U.S. Rep. Scott Franklin of Lakeland joined the majority of Congressional Republicans in opposing the Respect for Marriage Act, which offers federal protection for same-sex and interracial marriages.

The bill was approved 258-169 on Thursday, with all Democrats voting in favor, along with 39 Republicans. It had previously passed the Senate 61-36 with the support of 12 Republicans. The bill now goes to President Joe Biden, who is expected to sign it into law.

The act guarantees federal protection for any marriage that is valid in the state where it occurred and requires states to recognize the legitimacy of a valid marriage performed elsewhere; it does not require a state to issue marriage licenses contrary to its own law.

Three of Florida’s 16 Congressional Republicans voted in favor of the bill: Kat Cammack, Carlos Gimenez, and Tim Waltz. Three other Florida Republicans who supported the bill during an earlier vote in July opposed it on Thursday: Mario Diaz-Balart, Brian Mast and Maria Salazar.

Asked for comment on his vote, Franklin sent a written statement to The Ledger:

“The principle of separation of church and state is just as much about separating church from state as it is state from church. This bill didn’t go far enough to protect the religious freedoms of those who might be compelled to provide services for gay marriages against their convictions. That said, I don’t have issues with the government recognizing civil unions between any two persons for legal purposes, but the federal government getting into the business of defining marriage is an overreach and intrusion.”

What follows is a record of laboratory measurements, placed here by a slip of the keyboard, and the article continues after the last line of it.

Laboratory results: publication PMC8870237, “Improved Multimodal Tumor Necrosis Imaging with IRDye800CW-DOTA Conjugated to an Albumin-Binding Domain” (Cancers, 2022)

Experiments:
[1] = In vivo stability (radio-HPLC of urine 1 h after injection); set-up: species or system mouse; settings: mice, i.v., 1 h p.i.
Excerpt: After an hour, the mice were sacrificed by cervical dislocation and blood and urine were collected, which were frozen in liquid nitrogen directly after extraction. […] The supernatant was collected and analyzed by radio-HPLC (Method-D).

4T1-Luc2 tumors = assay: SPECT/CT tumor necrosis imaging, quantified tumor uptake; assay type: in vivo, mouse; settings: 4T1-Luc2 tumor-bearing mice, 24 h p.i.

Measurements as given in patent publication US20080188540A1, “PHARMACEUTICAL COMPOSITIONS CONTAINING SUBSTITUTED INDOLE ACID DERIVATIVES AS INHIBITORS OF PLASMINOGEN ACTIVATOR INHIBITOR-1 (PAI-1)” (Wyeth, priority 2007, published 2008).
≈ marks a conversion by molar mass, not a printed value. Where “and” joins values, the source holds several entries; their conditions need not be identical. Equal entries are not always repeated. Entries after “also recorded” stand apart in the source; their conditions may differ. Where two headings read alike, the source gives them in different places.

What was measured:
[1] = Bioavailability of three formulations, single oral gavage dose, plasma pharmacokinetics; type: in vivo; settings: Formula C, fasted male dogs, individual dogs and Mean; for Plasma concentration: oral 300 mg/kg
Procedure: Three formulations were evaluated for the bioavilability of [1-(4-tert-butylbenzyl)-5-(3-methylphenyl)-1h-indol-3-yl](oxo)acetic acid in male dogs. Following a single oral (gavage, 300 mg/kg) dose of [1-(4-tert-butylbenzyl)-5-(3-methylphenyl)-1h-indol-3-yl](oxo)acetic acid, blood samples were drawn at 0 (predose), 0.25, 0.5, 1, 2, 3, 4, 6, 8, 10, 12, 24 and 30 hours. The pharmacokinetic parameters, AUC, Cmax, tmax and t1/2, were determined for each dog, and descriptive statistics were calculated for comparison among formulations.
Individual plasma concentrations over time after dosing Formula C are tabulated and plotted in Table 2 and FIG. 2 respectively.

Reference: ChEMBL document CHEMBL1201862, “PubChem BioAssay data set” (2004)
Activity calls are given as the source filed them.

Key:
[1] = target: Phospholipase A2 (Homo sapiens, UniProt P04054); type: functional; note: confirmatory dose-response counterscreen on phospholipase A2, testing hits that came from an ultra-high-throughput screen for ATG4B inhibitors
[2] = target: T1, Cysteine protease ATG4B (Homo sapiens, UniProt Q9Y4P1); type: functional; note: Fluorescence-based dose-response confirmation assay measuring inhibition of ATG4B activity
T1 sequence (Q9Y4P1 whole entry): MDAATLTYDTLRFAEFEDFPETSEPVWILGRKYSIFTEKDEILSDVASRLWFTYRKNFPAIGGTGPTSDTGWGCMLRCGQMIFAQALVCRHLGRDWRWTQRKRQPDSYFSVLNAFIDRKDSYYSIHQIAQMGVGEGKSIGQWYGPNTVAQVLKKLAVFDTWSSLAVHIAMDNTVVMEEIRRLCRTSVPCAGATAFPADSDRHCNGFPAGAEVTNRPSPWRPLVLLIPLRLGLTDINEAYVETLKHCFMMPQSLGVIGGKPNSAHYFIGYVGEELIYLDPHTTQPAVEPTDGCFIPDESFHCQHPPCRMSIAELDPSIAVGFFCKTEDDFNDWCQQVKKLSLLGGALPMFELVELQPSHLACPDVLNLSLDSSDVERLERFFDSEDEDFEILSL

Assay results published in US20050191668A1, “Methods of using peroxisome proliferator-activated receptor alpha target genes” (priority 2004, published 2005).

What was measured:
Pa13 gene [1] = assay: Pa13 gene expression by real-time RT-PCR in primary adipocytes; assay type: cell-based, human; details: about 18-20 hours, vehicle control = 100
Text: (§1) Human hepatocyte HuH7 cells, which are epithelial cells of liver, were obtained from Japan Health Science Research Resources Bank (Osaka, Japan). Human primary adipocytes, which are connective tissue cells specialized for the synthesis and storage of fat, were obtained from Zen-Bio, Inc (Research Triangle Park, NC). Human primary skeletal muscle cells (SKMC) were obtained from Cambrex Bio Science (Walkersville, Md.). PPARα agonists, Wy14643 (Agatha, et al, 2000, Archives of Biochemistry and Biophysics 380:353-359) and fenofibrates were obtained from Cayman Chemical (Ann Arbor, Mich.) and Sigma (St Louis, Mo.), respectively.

“For the same reason President Bill Clinton stated in 1996 that the Defense of Marriage Act was unnecessary and divisive, this ‘Respect for Marriage Act’ is just another example of the federal government meddling where it shouldn’t.”

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Barry Friedman

Barry Friedman founded Lkldnow.com in 2015 as the culmination of a career in print and digital journalism. Since 1982, he has used the tools of reporting, editing and content curation to help people in Lakeland understand their community better.

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